• Adolph Gottlieb, Orb, 1964, Dallas Museum of Art, Dallas Art Association Purchase
  • Ashville Gorky, Untitled, 1943- 1948, Dallas Museum of Art, Dallas Art Association Purchase, Contemporary Arts Council Fund
  • Clyfford Still, Untitled, 1964,  Dallas Museum of Art, gift of the Meadows Foundation, Incorporated
  • Richard Diebenkorn, Ocean Park No. 29, 1970, Dallas Museum of Art, gift of the Meadows Foundation, Incorporated

Friday Photos: Summer Programs

Summer is finally here! And there is no better way to spend that free time than to visit the DMA and take advantage of our engaging summer programs. Throughout June and July, visitors can explore works of art in the Museum’s galleries through sketching, family tours, story times, interactive games and more! There is no need to pre-register for these activities–just show up and enjoy them for free!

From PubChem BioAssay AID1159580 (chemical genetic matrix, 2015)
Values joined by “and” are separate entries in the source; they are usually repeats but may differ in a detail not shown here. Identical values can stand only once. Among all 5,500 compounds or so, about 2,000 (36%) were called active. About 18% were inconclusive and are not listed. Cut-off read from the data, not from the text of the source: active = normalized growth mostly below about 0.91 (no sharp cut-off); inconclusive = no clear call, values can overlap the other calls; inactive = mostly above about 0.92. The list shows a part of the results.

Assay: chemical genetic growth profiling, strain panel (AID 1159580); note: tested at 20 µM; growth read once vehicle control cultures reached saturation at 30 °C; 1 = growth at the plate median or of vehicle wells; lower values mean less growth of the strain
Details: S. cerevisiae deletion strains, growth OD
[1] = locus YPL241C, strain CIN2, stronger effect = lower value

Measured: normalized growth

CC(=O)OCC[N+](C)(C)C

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summerfamilyfun
 
And if you participate in our free DMA Friends program, you can earn the new Summer Family Fun Badge when you attend one tour, one story time, one sketching in the galleries, and one family game. We’ll see you soon for some summer family fun!
 
 
Danielle Schulz
Teaching Specialist

Friday Photos: Self Found

I was recently wandering around the Art Spot in the Center for Creative Connections, looking at all the wonderful creations visitors share with us, when I saw visitor Chris Jackson doing the same. “Hey, that’s me!” he said, holding a collaged portrait up to his face.

Friday photo 5-17-2013

Chris with his self portrait

“I noticed the glasses, nose, and chin and thought it was me–in the future. Sometimes I don’t have a beard. And maybe in about 20 years, my hair will be that gray.” There was no label, so we weren’t sure who made it. But I loved the enthusiastic way he connected with this anonymous smiling portrait–that’s what C3 is all about!

Susan Diachisin
The Kelli and Allen Questrom Director of the Center for Creative Connections